They are many ways of tackling developmental and social challenges. However, only the most innovative, cost-effective and scalable ways often stand the test of time.
Social entrepreneurship is the bridge between what non-profits and regular companies do. It is the ‘butter’ that closes the gap between the work done by public and private sectors including conventional Corporate Social Responsibility (CSR) initiatives in tackling developmental and social challenges.
When we began our work at Making More Health (a global social entrepreneurial initiative that connects social entrepreneurs, local projects, employees and local stakeholders from different background) almost 10 years ago, we had this understanding that, social enterprises were powerful tools to create a paradigm shift in the way marginalized parts of society were served with regards to access to health. This is the understanding that we are deploying in bringing into life our projects in Kenya.
Within the broad spectrum of the healthcare space, we found a ‘niche’ that was quite untapped because of several reasons. First, it was either too small to be lucrative for big public and private entities or second; it was very expensive to reach given the location of these communities in far of geographies or third; the financial returns from serving such communities did not make a lot of economic sense.
Then the question arose, “How can marginalized, often under-served poor communities be provided with essential healthcare products and services in a sustainable way, coupled with other life-improving products and services ?,” And the answer to this – a resounding affirmation that promoting social entrepreneurial thinking and initiatives was the way to go!
In full recognition of the power of young people to transform the world and bring innovative ideas to the fore, Making More Health brings these critical elements together to create a thriving entrepreneurship ecosystem combining academia, corporates, entrepreneurs, NGOs, government and of course, the people always have to be at the centre of this ecosystem.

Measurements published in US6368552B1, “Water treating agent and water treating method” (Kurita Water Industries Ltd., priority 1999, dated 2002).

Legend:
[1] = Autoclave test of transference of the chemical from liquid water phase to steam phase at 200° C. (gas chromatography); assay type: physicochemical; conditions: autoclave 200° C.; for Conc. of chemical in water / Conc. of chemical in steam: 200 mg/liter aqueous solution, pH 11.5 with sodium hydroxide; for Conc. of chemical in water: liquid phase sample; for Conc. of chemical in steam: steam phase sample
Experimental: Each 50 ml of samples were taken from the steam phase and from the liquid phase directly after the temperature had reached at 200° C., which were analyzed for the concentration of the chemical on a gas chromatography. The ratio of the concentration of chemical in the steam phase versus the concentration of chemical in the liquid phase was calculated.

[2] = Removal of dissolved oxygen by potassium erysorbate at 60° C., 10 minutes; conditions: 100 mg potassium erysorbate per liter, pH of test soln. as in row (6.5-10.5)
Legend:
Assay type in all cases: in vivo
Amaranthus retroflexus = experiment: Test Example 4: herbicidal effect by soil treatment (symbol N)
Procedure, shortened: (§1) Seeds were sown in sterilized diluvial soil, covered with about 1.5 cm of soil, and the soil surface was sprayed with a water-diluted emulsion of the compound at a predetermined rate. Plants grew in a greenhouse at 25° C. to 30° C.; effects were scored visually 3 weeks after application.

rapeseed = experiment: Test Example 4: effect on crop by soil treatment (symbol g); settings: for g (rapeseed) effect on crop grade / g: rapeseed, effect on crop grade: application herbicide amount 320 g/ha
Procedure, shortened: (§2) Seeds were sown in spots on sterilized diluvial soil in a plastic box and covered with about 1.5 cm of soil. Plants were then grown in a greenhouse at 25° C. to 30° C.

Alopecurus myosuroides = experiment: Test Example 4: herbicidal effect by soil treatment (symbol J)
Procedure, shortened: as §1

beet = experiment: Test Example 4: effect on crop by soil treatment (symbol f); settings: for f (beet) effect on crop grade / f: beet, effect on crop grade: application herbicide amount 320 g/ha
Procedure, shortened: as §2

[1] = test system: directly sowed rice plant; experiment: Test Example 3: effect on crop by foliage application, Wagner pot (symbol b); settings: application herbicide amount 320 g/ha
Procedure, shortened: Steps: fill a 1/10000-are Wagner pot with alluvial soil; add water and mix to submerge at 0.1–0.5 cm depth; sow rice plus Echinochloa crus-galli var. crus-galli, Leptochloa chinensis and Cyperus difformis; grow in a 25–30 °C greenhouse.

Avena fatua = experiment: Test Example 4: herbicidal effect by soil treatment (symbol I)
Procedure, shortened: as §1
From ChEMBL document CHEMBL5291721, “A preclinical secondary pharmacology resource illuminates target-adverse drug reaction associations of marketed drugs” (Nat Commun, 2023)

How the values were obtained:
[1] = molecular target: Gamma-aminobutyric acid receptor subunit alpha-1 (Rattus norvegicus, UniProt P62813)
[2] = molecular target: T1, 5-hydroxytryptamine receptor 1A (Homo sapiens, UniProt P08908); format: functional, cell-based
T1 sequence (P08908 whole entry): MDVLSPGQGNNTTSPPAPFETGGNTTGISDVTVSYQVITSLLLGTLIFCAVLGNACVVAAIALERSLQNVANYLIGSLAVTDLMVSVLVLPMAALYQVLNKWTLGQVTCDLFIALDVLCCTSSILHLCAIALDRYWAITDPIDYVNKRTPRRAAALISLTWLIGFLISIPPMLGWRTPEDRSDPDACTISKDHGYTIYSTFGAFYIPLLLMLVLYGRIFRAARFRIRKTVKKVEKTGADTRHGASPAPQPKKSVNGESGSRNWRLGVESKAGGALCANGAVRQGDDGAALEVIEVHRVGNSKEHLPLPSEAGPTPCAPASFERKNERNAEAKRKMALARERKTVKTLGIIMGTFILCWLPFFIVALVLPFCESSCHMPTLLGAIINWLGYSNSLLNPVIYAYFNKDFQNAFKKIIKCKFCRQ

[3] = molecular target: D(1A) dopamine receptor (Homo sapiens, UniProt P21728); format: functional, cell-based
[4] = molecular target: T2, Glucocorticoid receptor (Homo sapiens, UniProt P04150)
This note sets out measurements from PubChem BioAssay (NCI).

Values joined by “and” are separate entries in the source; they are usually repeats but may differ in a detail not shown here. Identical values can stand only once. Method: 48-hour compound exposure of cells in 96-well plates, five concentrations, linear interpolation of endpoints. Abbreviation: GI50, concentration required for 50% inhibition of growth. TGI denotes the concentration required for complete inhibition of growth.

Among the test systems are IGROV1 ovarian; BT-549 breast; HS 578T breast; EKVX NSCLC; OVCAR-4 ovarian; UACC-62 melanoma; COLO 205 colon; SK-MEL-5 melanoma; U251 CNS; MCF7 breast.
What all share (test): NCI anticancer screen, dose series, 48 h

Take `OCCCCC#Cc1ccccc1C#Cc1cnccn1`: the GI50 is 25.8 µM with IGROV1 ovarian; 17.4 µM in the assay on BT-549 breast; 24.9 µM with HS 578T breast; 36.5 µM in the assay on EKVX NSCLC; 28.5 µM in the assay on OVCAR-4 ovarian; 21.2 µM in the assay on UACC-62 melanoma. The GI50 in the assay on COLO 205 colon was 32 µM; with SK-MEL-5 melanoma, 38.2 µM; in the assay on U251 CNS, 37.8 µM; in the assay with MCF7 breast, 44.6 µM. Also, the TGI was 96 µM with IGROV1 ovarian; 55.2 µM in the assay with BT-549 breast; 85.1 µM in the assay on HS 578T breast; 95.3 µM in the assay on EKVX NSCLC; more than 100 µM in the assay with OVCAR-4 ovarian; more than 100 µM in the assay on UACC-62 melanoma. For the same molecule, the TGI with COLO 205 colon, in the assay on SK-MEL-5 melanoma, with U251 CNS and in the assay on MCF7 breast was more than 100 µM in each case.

This has been the maxim behind our over 300 Youth Venture programs around the world.
Working with the youth in Kenya
Following my visit to Kenya in January 2019, we are embarking on an exciting journey to develop our first ever youth venture program in the country. Kenya is bustling with social entrepreneurship ventures and spaces for innovation including innovation hubs and incubator spaces across Nairobi and major cities. We aim to take advantage of these resources and work with social entrepreneurs to tackle the many social challenges in the country.
The idea here is to develop a program that goes beyond a business as usual ‘hackathon concept’ to include learning opportunities for the participants in order to create a wholesome, richer outcome for all involved. How can we enhance the learning experience of our student participants in the youth venture programs? How can we empower these young people holistically? How can we create a more participatory endeavor for all and ultimately promote frugal innovation? How do we ensure that these young entrepreneurs build successful ventures in the long-run from project ideation, planning, development, and eventually prototyping and launch?
It is questions like these that we aim to answer! And we are working on an exciting concept that will start in a few months…
Keep an eye on this page for more on how this evolves!
More info on Making More Health